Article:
Photolabeling of the Human Dopamine Transporter and the Reactivity of Aryl Azides with Amino Acid Analogs Open Access

Holmes Morris, Muhsinah Lateefah (2008)

Permanent URL: https://etd.library.emory.edu/concern/etds/qr46r101r?locale=en
Published

Abstract

This work explored the site of photolabeling of the human dopamine transporter
(hDAT) by the photoaffinity agent [125I]-DEEP, an aryl azide photoaffinity label, and also
the selectivity of aryl azides using phenyl azide and amino acid analogs. The site of
incorporation of [125I]-DEEP had been shown to incorporate within transmembrane
domains 1 and 2 of hDAT by Vaughan and Kuhar (1996). To further isolate the site of
incorporation, [125I]-DEEP was photolyzed with hDAT membranes, isolated by SDS-
PAGE, and digested with trypsin and cyanogen bromide (CNBr). The peptide,
N93GGAFLVPYLLFM106, which is located at the top portion of TMD2, was identified as
the possible site of [125I]-DEEP incorporation.

[125I]-DEEP contains a phenyl azide as the photoactive agent. In a followup study,
the photolabeling selectivity of phenyl azide with amino acids was examined using
analogs of amino acid side chains. Phenyl azide (100 μM) and amino acid analogs (1 M)
were irradiated at 254 nm for 4 minutes in polar and nonpolar conditions and the kinetics
of the reactions determined. 1-Octanethiol, butylamine, guanidine acetic acid, dimethyl
sulfide, ethylbenzene, butyric acid, imidazole, and phenol were used to model the side-
chains of cysteine, lysine, arginine, methionine, phenylalanine, glutamic acid, histidine,
and tyrosine, respectively. N-ethylacetamide was used as a model for the peptide
backbone.

The order of phenyl azide reactivity with analogs studied in polar conditions was
guanidine acetic acid ≈ imidazole > phenol. The order of phenyl azide reactivity with
analogs studied in nonpolar conditions was dimethyl sulfide > butyric acid ≈ butylamine >/=
N-ethylacetamide ≈ 1-octanethiol ≈ ethylbenzene. Product stability in basic and acidic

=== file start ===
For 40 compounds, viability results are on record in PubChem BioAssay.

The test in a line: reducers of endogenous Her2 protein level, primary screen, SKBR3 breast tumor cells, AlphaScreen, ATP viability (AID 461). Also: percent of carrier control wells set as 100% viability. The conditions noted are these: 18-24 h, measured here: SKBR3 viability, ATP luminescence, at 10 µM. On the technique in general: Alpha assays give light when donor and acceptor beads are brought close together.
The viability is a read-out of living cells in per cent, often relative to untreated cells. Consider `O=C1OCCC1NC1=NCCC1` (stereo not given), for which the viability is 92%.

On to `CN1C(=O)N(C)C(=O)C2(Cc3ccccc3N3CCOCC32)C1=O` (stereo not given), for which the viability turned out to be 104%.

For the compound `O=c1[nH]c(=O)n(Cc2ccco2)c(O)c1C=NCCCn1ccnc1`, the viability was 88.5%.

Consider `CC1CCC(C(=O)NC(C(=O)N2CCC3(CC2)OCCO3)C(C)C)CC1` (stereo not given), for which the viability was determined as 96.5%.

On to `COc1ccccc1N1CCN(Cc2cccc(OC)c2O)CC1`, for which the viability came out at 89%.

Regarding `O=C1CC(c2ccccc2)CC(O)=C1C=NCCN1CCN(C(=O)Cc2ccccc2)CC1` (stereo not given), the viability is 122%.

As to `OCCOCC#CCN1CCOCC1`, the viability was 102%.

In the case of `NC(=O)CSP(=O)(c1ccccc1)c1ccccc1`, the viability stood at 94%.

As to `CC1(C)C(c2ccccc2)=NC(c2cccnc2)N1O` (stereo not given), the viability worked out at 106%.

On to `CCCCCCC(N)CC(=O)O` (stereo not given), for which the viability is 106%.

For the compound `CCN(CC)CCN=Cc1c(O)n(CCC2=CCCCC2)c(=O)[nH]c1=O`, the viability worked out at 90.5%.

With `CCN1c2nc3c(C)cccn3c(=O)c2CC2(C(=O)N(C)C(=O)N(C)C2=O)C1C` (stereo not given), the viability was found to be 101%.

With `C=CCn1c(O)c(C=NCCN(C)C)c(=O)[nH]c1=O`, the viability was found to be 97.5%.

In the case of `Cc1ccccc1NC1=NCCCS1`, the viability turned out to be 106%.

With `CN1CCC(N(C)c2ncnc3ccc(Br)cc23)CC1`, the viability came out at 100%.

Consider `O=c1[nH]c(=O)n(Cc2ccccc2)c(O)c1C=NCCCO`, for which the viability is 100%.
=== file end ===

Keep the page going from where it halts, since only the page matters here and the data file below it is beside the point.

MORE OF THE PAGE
proteolytic conditions was also tested. Trypsin digestions were performed in 100mM
ammonium bicarbonate at pH 8.9, while CNBr cleavages were performed in 70%
trifluoroacetic acid at pH 1. Histidine, tyrosine and cysteine analogs were the most
stable, while all of the other analogs were not as stable, and decomposed by greater than
50% within 24 hours. Product stability in proteolytic conditions has implications for
photoaffinity labeling of proteins with aryl azides in which proteolysis is used for peptide
mapping.

Table of Contents

Table of Contents

Page

Chapter One

Cocaine Addiction and the Human Dopamine Transporter 1

Cocaine Addiction 2

Available Treatments for Addiction 5

Cocaine as an Inhibitor of the Dopamine Transporter 6

Other Inhibitors to the Dopamine Transporter 10

Structure and Function of the Dopamine Transporter 13

Characterization of Membrane Bound Proteins 18

Photoaffinity Labeling as a Method to Identify the Cocaine

Binding Site of the Human Dopamine Transporter 25

Photoaffinity Labeling of DAT 31

Photochemistry of Aromatic Nitrenes 36

Project Overview and Objectives 39

Chapter Two

Photoaffinity Labeling of the Human Dopamine Transporter

with [125I]-DEEP51

Introduction52

Methods56

Cell Culture and Photoaffinity Labeling 57

Cell Culture 57

Membrane Preparation 57

Photoaffinity Labeling 58

Purification and Isolation of Radiolabeled hDAT 61

Immobilized Metal Affinity Chromatography 61

Gel Electrophoresis 61

Autoradiography 62

Western Blotting 62

Digestion of Radiolabeled hDAT 64

Enzymatic Digestions of Labeled hDAT 64

Chemical Cleavage 64

Thin Layer Chromatography 65

HPLC 66

SDS-PAGE of Extracted hDAT Peptides 67

Solid-State Photolabeling of hDAT with Radioligands 67

General Protein/Mass Analysis for Windows (GPMAW) 67

Results70

Introduction to the Results 71

Suitability of Photoaffinity Labeling Experimental Conditions 74

Investigations into Localizing the Cocaine Binging Site with the

GBR Analog, [125I]-DEEP 78

Solid-State Photoreactions of [125I]-DEEP and Amino Acids 89

Effect of Photoaffinity Labeling Conditions on [125I]-DEEP 92

Preliminary Investigations of [125I]-JJC 3-24, a Rimcazole

Photolabel of DAT 96

Discussion103

Introduction to the Discussion 104

Investigation of Photoincorporation Site of [125I]-DEEP on hDAT 105

Suitability of Photoaffinity Labeling Experiment Conditions 105

WIN 35, 428 Protection Experiment 106

Analysis of [125I]-DEEP Labeled Peptides Resulting from

Proteolytic Digestions 107

Primary CNBr Digestion followed by Secondary

Trypsin Digestion 107

Primary Trypsin Digestion followed by Secondary

CNBr Cleavage: Gel and TLC Analysis 112

HPLC of [125I]-DEEP Labeled hDAT 112

Solid-state Photolabeling of TM2 Amino Acids 113

Effect of Photoaffinity Labeling Conditions on [125I]-DEEP 114

Analysis of Photolabeling of hDAT with [125I]-JJC 3-24 117

Future Studies 118

Chapter Three

Photoreactions of Phenyl Azide with Amino Acid Analogs120

Introduction121

Methods124